Repeated marine predator evolution tracks changes in ancient and Anthropocene oceans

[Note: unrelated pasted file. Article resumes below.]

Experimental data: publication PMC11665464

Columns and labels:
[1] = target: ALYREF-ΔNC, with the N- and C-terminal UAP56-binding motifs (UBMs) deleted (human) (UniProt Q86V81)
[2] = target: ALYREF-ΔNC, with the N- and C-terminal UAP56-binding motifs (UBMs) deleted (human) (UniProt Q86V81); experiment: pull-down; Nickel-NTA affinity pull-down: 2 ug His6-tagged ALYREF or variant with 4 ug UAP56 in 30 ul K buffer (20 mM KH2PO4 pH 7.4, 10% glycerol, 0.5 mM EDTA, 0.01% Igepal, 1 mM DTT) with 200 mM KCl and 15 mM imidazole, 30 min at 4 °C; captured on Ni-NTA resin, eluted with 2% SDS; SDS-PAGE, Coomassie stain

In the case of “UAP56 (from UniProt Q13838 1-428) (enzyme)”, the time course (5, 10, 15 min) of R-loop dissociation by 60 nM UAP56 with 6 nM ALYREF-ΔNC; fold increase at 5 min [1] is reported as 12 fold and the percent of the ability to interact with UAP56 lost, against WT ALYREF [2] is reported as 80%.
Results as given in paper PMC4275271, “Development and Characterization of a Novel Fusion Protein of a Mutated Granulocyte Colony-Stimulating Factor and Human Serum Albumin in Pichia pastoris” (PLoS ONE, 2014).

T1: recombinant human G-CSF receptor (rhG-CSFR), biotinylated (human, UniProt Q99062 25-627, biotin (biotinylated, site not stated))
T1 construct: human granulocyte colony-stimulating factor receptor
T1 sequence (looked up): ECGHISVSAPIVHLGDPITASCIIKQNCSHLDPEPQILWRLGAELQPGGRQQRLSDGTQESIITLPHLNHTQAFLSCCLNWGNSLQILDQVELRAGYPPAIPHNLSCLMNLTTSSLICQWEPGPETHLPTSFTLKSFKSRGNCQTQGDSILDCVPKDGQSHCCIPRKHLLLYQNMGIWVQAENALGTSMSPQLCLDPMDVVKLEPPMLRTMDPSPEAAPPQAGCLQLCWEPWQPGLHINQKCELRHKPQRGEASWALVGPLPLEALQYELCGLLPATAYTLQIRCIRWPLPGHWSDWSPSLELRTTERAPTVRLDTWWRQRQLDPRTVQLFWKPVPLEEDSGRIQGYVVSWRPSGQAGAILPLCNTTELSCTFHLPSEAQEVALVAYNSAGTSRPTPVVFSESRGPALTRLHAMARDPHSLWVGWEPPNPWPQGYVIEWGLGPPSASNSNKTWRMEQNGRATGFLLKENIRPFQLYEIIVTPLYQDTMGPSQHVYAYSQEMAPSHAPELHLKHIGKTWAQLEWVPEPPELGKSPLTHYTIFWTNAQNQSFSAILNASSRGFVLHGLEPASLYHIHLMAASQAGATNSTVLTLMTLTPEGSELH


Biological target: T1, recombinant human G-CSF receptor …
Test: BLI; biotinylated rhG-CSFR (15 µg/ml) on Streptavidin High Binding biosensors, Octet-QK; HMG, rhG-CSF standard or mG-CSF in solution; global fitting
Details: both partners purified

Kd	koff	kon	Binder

The paper also highlights how evolutionary history informs an understanding of the impact of human activities on marine species today. For example, modern dolphins and extinct marine reptiles called ichthyosaurs descended from distinct terrestrial species, but independently converged on an extremely similar fish-like body plan although they were separated in time by more than 50 million years. The repeated transformation of legs adapted for walking on land into fins is another classic example of convergent evolution. In the case of deep divers such as beaked whales and seals, these species have independently evolved to have positively charged oxygen-binding proteins called myoglobin in their muscles, allowing them to survive underwater for long periods of time. They intend that this comprehensive review will encourage future collaboration between researchers across scientific fields and lead to new insights about evolutionary biology, paleontology and marine conservation.

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